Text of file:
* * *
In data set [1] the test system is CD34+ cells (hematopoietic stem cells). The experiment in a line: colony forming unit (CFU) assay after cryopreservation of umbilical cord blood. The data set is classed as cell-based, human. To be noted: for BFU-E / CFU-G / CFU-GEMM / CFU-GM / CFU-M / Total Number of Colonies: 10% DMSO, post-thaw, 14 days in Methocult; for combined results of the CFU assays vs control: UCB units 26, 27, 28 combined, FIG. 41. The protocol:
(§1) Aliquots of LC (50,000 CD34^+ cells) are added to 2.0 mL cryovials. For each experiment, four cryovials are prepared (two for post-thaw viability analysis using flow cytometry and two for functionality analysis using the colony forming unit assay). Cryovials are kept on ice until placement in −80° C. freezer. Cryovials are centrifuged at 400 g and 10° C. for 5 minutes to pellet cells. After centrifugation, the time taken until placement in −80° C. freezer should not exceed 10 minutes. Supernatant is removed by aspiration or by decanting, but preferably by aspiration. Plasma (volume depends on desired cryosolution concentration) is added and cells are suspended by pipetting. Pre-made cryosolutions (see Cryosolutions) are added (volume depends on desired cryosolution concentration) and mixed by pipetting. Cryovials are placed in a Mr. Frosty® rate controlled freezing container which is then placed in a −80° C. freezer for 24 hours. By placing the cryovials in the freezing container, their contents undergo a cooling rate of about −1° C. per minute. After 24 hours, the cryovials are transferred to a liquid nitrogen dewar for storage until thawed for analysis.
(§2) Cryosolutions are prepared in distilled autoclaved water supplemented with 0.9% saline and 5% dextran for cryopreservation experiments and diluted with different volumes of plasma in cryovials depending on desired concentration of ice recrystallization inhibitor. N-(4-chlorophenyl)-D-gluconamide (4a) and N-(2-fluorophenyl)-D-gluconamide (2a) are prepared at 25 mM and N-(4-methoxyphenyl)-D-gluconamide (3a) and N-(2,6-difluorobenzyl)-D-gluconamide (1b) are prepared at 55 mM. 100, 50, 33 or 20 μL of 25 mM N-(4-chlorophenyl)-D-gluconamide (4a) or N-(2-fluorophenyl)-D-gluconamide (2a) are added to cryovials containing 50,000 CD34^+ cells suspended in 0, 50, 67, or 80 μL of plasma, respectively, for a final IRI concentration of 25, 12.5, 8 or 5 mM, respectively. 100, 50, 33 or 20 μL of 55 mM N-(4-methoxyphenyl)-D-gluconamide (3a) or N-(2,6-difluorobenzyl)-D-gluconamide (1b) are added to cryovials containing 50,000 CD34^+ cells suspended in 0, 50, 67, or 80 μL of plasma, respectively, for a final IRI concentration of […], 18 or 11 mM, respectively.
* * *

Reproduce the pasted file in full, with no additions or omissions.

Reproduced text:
In data set [1] the test system is CD34+ cells (hematopoietic stem cells). The experiment in a line: colony forming unit (CFU) assay after cryopreservation of umbilical cord blood. The data set is classed as cell-based, human. To be noted: for BFU-E / CFU-G / CFU-GEMM / CFU-GM / CFU-M / Total Number of Colonies: 10% DMSO, post-thaw, 14 days in Methocult; for combined results of the CFU assays vs control: UCB units 26, 27, 28 combined, FIG. 41. The protocol:
(§1) Aliquots of LC (50,000 CD34^+ cells) are added to 2.0 mL cryovials. For each experiment, four cryovials are prepared (two for post-thaw viability analysis using flow cytometry and two for functionality analysis using the colony forming unit assay). Cryovials are kept on ice until placement in −80° C. freezer. Cryovials are centrifuged at 400 g and 10° C. for 5 minutes to pellet cells. After centrifugation, the time taken until placement in −80° C. freezer should not exceed 10 minutes. Supernatant is removed by aspiration or by decanting, but preferably by aspiration. Plasma (volume depends on desired cryosolution concentration) is added and cells are suspended by pipetting. Pre-made cryosolutions (see Cryosolutions) are added (volume depends on desired cryosolution concentration) and mixed by pipetting. Cryovials are placed in a Mr. Frosty® rate controlled freezing container which is then placed in a −80° C. freezer for 24 hours. By placing the cryovials in the freezing container, their contents undergo a cooling rate of about −1° C. per minute. After 24 hours, the cryovials are transferred to a liquid nitrogen dewar for storage until thawed for analysis.
(§2) Cryosolutions are prepared in distilled autoclaved water supplemented with 0.9% saline and 5% dextran for cryopreservation experiments and diluted with different volumes of plasma in cryovials depending on desired concentration of ice recrystallization inhibitor. N-(4-chlorophenyl)-D-gluconamide (4a) and N-(2-fluorophenyl)-D-gluconamide (2a) are prepared at 25 mM and N-(4-methoxyphenyl)-D-gluconamide (3a) and N-(2,6-difluorobenzyl)-D-gluconamide (1b) are prepared at 55 mM. 100, 50, 33 or 20 μL of 25 mM N-(4-chlorophenyl)-D-gluconamide (4a) or N-(2-fluorophenyl)-D-gluconamide (2a) are added to cryovials containing 50,000 CD34^+ cells suspended in 0, 50, 67, or 80 μL of plasma, respectively, for a final IRI concentration of 25, 12.5, 8 or 5 mM, respectively. 100, 50, 33 or 20 μL of 55 mM N-(4-methoxyphenyl)-D-gluconamide (3a) or N-(2,6-difluorobenzyl)-D-gluconamide (1b) are added to cryovials containing 50,000 CD34^+ cells suspended in 0, 50, 67, or 80 μL of plasma, respectively, for a final IRI concentration of […], 18 or 11 mM, respectively.